Thyroid Cancer - Diagnosis, Symptoms, and Treatment

The thyroid gland, shaped like a butterfly, sits just below the skin and several thin muscle layers in the lower part of the neck. It's attached to the deeper neck structures (trachea and voice box) and elevates when we swallow. The thyroid gland secretes hormones that control a variety of systems all through out life including our metabolism, growth and development. Each year about 30,000 Americans are diagnosed with thyroid cancer. It is about 2 to 4 times more common in women than in men, and is most prevalent between ages 25 and 65.

Thyroid cancer prognosis can occur during a routine physical exam. Your doctor may ask you about your medical history and can recommend screening tests for thyroid cancer before any symptoms appear.

Thyroid cancer symptoms usually begin as a lump or swelling in the neck, called a nodule. Thyroid nodules are very common (12% of general population) and most are benign. All nodules, however, need to be carefully evaluated as a very high percentage of nodules are cancerous (10-15%).

If you have a lump or nodule in your thyroid, your doctor may order a CT scan or an ultrasound to get a better look at your thyroid. If your doctor thinks that the lump or nodule could be cancerous, he or she will do a biopsy of the thyroid gland which involves removing a piece of your thyroid, often through a needle. This test is a simple procedure that can be done in your doctor's office.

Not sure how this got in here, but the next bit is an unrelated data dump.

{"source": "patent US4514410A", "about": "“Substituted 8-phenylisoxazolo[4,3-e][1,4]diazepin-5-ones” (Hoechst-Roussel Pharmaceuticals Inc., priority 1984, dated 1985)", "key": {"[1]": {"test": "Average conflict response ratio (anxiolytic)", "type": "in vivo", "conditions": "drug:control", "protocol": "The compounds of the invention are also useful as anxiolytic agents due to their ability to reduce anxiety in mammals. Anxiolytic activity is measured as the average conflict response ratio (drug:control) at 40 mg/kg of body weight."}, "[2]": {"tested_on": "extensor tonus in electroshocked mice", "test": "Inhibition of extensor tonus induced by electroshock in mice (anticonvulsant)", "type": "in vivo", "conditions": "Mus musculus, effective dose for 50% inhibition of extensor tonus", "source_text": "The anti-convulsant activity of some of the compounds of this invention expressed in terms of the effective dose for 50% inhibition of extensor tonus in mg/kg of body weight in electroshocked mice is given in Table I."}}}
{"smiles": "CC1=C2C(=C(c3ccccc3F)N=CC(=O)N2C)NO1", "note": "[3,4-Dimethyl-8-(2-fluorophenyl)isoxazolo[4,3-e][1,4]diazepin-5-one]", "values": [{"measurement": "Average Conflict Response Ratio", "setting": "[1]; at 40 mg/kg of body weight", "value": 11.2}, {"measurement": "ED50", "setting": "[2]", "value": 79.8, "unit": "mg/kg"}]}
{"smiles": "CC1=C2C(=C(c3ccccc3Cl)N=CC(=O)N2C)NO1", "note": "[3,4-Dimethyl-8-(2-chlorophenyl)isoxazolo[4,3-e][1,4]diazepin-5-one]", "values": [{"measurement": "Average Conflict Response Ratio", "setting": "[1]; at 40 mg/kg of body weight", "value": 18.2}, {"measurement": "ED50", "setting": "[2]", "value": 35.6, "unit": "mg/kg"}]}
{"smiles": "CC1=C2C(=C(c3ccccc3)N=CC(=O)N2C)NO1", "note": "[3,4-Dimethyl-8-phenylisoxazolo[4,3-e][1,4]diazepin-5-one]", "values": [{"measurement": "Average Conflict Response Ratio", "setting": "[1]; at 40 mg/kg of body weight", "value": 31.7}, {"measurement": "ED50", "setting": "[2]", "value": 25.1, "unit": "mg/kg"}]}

Tests which may be done before, during, or after any thyroid cancer treatment may include specific blood tests, CT scans, chest X-rays, thyroid ultrasounds, or radioactive iodine scans, which help determine whether the cancer has spread to other parts of the body. In rare cases, when thyroid cancer has significantly spread, an MRI or a PET scan may be done.

Most thyroid cancers are very treatable and carry a high cure rate, especially when discovered early. Treatment of thyroid cancer requires a close collaboration between endocrinologists and thyroid surgeons. The treatment plan by our team of doctors is always decided through this collaboration. The first and most effective step in treatment of thyroid cancer is usually surgery. Thyroid cancer surgery involves removal of a portion (hemi-thyroidectomy) or the entire thyroid gland (total thyroidectomy).

The newest advances in the field of surgery (endoscopes and endoscopic instruments) allow for minimally invasive thyroidectomy (Endoscopic Assisted Thyroidectomy, E.A.T.TM) (as small as 2.5 cm or close to an inch), rather than the standard technique using a large incision and greater tissue trauma. This is a revolutionary way of surgically treating the thyroid, and because it involves a much smaller incision, it enables patients to go home the same day, with less scarring and quicker recovery time.



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